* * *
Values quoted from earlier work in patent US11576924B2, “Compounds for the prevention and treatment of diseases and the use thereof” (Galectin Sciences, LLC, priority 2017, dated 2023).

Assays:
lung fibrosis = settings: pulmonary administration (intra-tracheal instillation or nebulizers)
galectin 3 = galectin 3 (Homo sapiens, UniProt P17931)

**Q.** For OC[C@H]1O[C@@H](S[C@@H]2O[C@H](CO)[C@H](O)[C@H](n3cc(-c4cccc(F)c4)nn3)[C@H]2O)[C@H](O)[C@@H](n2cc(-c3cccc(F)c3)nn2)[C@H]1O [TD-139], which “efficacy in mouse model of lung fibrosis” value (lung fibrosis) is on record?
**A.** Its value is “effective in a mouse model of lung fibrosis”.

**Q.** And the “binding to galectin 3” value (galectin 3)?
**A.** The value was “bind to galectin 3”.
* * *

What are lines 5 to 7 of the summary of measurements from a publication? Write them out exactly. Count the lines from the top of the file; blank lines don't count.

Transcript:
**Q.** For OC[C@H]1O[C@@H](S[C@@H]2O[C@H](CO)[C@H](O)[C@H](n3cc(-c4cccc(F)c4)nn3)[C@H]2O)[C@H](O)[C@@H](n2cc(-c3cccc(F)c3)nn2)[C@H]1O [TD-139], which “efficacy in mouse model of lung fibrosis” value (lung fibrosis) is on record?
**A.** Its value is “effective in a mouse model of lung fibrosis”.

**Q.** And the “binding to galectin 3” value (galectin 3)?